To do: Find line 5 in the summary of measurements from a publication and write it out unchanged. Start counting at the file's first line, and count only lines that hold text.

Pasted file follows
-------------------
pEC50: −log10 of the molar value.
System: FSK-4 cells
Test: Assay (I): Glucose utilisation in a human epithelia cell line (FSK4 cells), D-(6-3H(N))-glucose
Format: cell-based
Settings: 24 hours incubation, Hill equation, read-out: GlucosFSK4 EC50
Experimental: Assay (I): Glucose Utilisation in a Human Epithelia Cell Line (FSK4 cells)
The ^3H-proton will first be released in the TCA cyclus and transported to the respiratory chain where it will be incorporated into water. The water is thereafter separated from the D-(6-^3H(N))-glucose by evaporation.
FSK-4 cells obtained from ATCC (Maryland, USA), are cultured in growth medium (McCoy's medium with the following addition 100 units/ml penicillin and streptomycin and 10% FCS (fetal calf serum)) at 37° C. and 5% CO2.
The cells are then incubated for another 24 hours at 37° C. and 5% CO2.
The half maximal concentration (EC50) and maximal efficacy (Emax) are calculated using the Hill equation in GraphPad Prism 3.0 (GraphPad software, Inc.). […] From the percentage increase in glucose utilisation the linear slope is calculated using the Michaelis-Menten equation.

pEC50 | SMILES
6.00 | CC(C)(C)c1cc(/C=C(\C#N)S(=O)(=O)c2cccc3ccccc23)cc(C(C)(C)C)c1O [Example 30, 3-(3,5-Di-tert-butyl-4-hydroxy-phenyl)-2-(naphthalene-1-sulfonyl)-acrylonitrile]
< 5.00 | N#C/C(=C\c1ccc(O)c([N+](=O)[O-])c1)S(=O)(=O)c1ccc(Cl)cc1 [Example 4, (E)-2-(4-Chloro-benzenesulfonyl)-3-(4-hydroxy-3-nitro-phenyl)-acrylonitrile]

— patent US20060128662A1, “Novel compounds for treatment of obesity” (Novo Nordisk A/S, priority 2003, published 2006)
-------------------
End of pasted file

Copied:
Settings: 24 hours incubation, Hill equation, read-out: GlucosFSK4 EC50